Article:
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Club Staffing - December 2019

Myofascial Release and Treatment of Dysphagia

Angela Hein Ciccia, PhD, CCC-SLP

March 16, 2009



What is the current thinking and/or clinical research on the effectiveness of myofascial release when used with dysphagia patients?


Myofascial Release can help with speech, dysphagia, TMJ, breath support/respiration, voice disorders, aphasia, just to name a few. There are hyoid releases, thoracic techniques, cervical techniques, as well as intra-oral techniques which help open up the intraoral structures, allowing for ease of swallowing, improved swallow reflex, improved tongue mobility for increased ability to manage food and mastication.

The drag that can be created on the fascial system can transmit excessive pressure (2,000 lbs per square inch) into the hyoid, cervical, and TMJ apparatus. Neurologically the downward drag can put pressure on the trigeminal nerve that innervates the TMJ area and muscles of mastication and/or glossopharyngeal and hypoglossal nerves, producing symptoms in the regions that Speech Pathologists treat everyday.

More and more Speech Pathologists are coming to the John F. Barnes' Myofascial Release Seminars. They are reporting back to us that after taking the seminars that their patients are doing significantly better, making incredible gains in their progress and these SLP's are now doing only Myofascial Release in their practice. For more information, please call 1-800-327-2425 (1-800-FASCIAL), and visit our website www.myofascialrelease.com.

Donna Killion, MS, CCC/SLP, LMT received her Masters of Science in Speech Language Pathology from James Madison University in 1992 and her Bachelor of Science in Mathematics from Allegheny College in 1988. She is currently a senior instructor with the John F. Barnes Myofascial Release Seminars along with her work as a Speech Pathologist and Licensed Massage Therapist at the Myofascial Release Treatment Center in Paoli, Pennsylvania and Therapy on the Rocks in Sedona, Arizona.

angela hein ciccia

Angela Hein Ciccia, PhD, CCC-SLP

 Angela Hein Ciccia, Ph.D., CCC-SLP is an assistant professor in the Department of Psychological Sciences. Dr. Ciccia's research focuses on factors that impact children's ability to recover/develop in the presence of a diagnosis of an acquired (i.e., new onset) and/or developmental neurogenic communication disorder. Dr. Ciccia is also interested in the use of novel service delivery models (including telemedicine) to enhance access to rehabilitation/support services for these children. She is the current Co-Chair of the Pediatric Networking Group of ACRM and a member of the Pediatric/Adolescent TBI Task Force of ACRM.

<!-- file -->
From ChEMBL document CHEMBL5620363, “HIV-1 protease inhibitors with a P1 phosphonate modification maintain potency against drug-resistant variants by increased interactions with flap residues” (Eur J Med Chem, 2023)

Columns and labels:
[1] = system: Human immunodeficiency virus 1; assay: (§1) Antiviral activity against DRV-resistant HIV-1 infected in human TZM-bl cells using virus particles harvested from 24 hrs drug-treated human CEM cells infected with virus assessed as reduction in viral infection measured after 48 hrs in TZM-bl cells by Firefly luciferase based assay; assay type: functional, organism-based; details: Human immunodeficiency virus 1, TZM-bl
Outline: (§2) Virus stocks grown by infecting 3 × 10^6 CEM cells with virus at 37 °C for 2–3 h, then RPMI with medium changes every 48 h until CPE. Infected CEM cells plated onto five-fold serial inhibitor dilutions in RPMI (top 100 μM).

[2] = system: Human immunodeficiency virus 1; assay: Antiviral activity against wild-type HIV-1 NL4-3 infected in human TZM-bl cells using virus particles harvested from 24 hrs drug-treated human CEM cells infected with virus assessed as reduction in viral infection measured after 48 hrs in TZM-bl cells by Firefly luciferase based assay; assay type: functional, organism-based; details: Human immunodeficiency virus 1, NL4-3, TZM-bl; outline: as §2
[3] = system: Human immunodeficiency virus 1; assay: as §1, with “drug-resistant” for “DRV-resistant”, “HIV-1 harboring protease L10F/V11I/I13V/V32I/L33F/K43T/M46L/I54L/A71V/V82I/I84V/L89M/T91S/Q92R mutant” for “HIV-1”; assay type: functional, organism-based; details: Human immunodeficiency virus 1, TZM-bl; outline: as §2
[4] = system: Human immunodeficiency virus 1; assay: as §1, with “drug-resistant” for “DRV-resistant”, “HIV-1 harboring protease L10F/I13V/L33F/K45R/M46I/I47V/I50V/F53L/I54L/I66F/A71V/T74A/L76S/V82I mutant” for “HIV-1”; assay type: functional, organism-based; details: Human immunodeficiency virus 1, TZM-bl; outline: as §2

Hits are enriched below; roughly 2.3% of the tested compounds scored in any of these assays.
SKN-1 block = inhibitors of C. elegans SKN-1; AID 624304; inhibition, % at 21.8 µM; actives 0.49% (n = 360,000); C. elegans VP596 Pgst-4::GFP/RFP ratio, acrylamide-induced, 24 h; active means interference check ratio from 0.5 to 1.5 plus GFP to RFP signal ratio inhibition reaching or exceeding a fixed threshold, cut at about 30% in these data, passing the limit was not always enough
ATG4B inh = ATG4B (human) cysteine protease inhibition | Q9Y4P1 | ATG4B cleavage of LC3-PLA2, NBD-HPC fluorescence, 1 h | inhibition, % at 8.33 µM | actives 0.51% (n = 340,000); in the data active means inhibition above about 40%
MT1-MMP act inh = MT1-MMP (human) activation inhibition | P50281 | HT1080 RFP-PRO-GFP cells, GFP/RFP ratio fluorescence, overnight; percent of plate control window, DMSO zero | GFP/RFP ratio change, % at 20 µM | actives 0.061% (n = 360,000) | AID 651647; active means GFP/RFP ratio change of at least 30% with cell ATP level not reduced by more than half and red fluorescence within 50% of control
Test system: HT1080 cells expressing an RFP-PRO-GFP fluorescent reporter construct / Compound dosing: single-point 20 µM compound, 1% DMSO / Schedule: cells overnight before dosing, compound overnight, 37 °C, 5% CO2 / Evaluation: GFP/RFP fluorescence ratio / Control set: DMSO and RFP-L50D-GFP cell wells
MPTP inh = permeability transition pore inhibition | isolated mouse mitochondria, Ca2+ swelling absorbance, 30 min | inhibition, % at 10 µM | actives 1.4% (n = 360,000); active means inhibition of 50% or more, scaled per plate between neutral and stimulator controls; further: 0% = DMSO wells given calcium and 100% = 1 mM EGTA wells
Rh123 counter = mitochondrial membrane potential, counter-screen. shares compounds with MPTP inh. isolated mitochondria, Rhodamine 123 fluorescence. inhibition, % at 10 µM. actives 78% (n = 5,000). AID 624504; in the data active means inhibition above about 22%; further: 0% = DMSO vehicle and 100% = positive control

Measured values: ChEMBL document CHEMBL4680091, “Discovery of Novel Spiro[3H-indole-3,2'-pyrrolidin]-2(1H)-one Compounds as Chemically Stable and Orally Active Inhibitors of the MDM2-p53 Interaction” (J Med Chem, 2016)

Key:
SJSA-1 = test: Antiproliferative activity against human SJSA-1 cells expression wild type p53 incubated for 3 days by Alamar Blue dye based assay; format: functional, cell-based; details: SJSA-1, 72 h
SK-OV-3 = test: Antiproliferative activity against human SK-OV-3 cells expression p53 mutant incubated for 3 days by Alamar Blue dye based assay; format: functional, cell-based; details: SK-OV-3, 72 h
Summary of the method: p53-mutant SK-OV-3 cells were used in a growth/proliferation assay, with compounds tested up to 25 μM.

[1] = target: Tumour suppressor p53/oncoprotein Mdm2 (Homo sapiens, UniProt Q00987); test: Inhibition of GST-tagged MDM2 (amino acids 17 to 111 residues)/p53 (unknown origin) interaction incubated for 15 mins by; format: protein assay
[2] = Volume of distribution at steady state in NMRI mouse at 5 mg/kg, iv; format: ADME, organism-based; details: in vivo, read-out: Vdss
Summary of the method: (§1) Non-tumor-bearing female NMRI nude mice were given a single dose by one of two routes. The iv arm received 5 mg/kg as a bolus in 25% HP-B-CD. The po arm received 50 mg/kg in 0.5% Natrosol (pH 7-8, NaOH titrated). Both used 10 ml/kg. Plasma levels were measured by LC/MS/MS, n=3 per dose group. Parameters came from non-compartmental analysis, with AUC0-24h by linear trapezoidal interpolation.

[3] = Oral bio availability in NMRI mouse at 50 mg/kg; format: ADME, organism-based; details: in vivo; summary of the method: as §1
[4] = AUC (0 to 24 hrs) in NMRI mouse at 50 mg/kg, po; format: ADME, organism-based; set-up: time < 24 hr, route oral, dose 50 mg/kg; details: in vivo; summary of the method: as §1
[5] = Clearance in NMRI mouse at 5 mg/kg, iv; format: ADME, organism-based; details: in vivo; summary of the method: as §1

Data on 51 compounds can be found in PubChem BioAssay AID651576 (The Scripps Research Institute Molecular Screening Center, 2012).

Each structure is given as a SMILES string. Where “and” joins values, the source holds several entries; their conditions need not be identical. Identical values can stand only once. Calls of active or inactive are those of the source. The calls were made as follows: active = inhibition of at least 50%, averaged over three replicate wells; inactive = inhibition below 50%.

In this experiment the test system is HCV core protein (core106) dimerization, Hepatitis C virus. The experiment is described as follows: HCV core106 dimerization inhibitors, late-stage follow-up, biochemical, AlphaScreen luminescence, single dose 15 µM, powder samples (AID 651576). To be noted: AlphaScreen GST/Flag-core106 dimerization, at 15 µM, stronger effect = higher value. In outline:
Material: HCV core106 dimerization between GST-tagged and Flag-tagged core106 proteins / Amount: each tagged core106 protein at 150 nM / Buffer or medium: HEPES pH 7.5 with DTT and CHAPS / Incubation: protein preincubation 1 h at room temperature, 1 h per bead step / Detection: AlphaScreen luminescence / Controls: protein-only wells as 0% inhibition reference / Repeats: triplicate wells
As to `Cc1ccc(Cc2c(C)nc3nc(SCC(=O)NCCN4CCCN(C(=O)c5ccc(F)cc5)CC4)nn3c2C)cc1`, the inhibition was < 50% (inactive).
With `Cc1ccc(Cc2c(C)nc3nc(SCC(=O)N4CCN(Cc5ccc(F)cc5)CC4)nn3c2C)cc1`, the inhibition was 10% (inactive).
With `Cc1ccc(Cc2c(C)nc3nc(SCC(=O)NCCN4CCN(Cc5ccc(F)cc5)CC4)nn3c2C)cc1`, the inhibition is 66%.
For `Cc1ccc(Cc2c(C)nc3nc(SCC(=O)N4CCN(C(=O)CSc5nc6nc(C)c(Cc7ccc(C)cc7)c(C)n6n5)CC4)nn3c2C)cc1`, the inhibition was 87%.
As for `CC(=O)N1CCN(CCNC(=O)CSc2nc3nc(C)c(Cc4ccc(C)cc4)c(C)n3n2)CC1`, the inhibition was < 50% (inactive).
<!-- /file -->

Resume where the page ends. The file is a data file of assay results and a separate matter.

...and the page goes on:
Related Courses

20Q: Addressing the Needs of Children and Teens with Traumatic Brain Injury
Presented by Angela Hein Ciccia, PhD, CCC-SLP


Angela Hein Ciccia, PhD, CCC-SLP
Course: #9302Level: Intermediate1 Hour
  'Very helpful content and information'   Read Reviews
This course will focus on the prevalence of traumatic brain injury (TBI) and concussion in children and teens, the communication issues that can occur as a result, and recovery patterns. Current treatment guidelines - including return-to-learn protocols - and the role of the speech-language pathologist in the rehabilitation process will also be discussed.

Adverse Childhood Experiences: Effects on brain, behavior and clinical practice
Presented by Angela Hein Ciccia, PhD, CCC-SLP


Angela Hein Ciccia, PhD, CCC-SLP
Course: #8929Level: Advanced1 Hour
  'A lot of supporting data'   Read Reviews
This is Part 1 of the five-part series, Adverse Childhood Experiences (ACE): The Effects of Childhood Trauma on Communication. This course will provide a brief review of conventional and expanded adverse childhood experiences and discuss their implications. Specifically, the impact of ACEs on brain and behavior and the importance of this information to clinical practice for speech-language pathologists will be described. This course is presented in partnership with the American Board of Child Language and Language Disorders (ABCLLD). (Part 2: Course 8981, Part 3: Course 8984, Part 4: Course 8986, Part 5: Course 8992)

Dysphagia in Neurodegenerative Disease
Presented by Debra M. Suiter, PhD, CCC-SLP, BCS-S


Debra M. Suiter, PhD, CCC-SLP, BCS-S
Course: #9732Level: Intermediate1 Hour
  'Easily understandable information with helpful real life examples provided'   Read Reviews
Dysphagia is common in individuals with amyotrophic lateral sclerosis (ALS) and Parkinson’s disease. This course discusses the underlying pathophysiology and appropriate treatment programs for each disease, as well as use of alternate methods of nutrition/hydration.

Back to Basics: Swallow Screening: How, when, and who
Presented by Angela Mansolillo, MA, CCC-SLP, BCS-S


Angela Mansolillo, MA, CCC-SLP, BCS-S
Course: #8969Level: Introductory1 Hour
  'This professional development unit was very good in overall presentation'   Read Reviews
Screening of swallow function is a well-regarded tool to identify individuals who are potentially at risk of dysphagia and in need of full swallow assessment, but the options are many and varied. This "back to basics" course will teach participants to make informed, evidence-based choices regarding appropriate screening tools specific to their particular patient populations and settings.

ALS: Medications and Oral Care
Presented by Denise Dougherty, MA, SLP


Denise Dougherty, MA, SLP
Course: #8717Level: Intermediate1 Hour
  'Excellent presentation style'   Read Reviews
This is Part 1 of a three-part series on amyotrophic lateral sclerosis (ALS). This course will identify medication and complementary alternative medicine that may be used by patients to treat ALS. The importance of saliva management and mouth care as a critical component of their daily care will be discussed, along with strategies. (Part 2: Course #8719, Part 3: #8720)